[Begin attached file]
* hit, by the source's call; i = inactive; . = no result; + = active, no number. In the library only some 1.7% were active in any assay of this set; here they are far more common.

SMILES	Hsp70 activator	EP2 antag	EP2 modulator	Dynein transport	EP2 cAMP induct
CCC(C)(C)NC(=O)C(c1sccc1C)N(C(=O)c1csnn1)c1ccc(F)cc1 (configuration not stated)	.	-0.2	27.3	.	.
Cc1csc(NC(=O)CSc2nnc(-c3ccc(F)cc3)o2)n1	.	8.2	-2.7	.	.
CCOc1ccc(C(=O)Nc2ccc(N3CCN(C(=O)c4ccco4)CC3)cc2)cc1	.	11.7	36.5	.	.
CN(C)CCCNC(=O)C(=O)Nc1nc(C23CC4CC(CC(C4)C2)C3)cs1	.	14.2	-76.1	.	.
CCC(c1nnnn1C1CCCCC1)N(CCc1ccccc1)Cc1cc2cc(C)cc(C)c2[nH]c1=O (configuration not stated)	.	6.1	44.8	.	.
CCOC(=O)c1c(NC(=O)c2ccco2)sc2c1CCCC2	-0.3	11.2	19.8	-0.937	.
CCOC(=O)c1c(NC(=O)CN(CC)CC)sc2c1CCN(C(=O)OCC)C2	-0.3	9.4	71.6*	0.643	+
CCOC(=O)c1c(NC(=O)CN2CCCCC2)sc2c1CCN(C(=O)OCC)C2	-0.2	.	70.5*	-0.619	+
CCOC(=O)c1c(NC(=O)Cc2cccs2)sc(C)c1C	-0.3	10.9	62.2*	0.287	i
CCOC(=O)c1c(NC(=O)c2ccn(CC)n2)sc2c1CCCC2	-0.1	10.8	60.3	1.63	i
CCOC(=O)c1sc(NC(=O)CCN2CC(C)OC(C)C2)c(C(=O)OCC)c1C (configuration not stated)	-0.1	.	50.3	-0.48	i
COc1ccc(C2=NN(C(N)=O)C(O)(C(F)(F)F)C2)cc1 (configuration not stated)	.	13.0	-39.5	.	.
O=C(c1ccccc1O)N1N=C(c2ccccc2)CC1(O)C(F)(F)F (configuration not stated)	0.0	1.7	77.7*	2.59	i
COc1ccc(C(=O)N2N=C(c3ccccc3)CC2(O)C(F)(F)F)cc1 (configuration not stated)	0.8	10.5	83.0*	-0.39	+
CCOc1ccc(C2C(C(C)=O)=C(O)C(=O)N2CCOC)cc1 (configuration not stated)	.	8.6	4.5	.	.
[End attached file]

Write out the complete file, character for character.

* hit, by the source's call; i = inactive; . = no result; + = active, no number. In the library only some 1.7% were active in any assay of this set; here they are far more common.

SMILES	Hsp70 activator	EP2 antag	EP2 modulator	Dynein transport	EP2 cAMP induct
CCC(C)(C)NC(=O)C(c1sccc1C)N(C(=O)c1csnn1)c1ccc(F)cc1 (configuration not stated)	.	-0.2	27.3	.	.
Cc1csc(NC(=O)CSc2nnc(-c3ccc(F)cc3)o2)n1	.	8.2	-2.7	.	.
CCOc1ccc(C(=O)Nc2ccc(N3CCN(C(=O)c4ccco4)CC3)cc2)cc1	.	11.7	36.5	.	.
CN(C)CCCNC(=O)C(=O)Nc1nc(C23CC4CC(CC(C4)C2)C3)cs1	.	14.2	-76.1	.	.
CCC(c1nnnn1C1CCCCC1)N(CCc1ccccc1)Cc1cc2cc(C)cc(C)c2[nH]c1=O (configuration not stated)	.	6.1	44.8	.	.
CCOC(=O)c1c(NC(=O)c2ccco2)sc2c1CCCC2	-0.3	11.2	19.8	-0.937	.
CCOC(=O)c1c(NC(=O)CN(CC)CC)sc2c1CCN(C(=O)OCC)C2	-0.3	9.4	71.6*	0.643	+
CCOC(=O)c1c(NC(=O)CN2CCCCC2)sc2c1CCN(C(=O)OCC)C2	-0.2	.	70.5*	-0.619	+
CCOC(=O)c1c(NC(=O)Cc2cccs2)sc(C)c1C	-0.3	10.9	62.2*	0.287	i
CCOC(=O)c1c(NC(=O)c2ccn(CC)n2)sc2c1CCCC2	-0.1	10.8	60.3	1.63	i
CCOC(=O)c1sc(NC(=O)CCN2CC(C)OC(C)C2)c(C(=O)OCC)c1C (configuration not stated)	-0.1	.	50.3	-0.48	i
COc1ccc(C2=NN(C(N)=O)C(O)(C(F)(F)F)C2)cc1 (configuration not stated)	.	13.0	-39.5	.	.
O=C(c1ccccc1O)N1N=C(c2ccccc2)CC1(O)C(F)(F)F (configuration not stated)	0.0	1.7	77.7*	2.59	i
COc1ccc(C(=O)N2N=C(c3ccccc3)CC2(O)C(F)(F)F)cc1 (configuration not stated)	0.8	10.5	83.0*	-0.39	+
CCOc1ccc(C2C(C(C)=O)=C(O)C(=O)N2CCOC)cc1 (configuration not stated)	.	8.6	4.5	.	.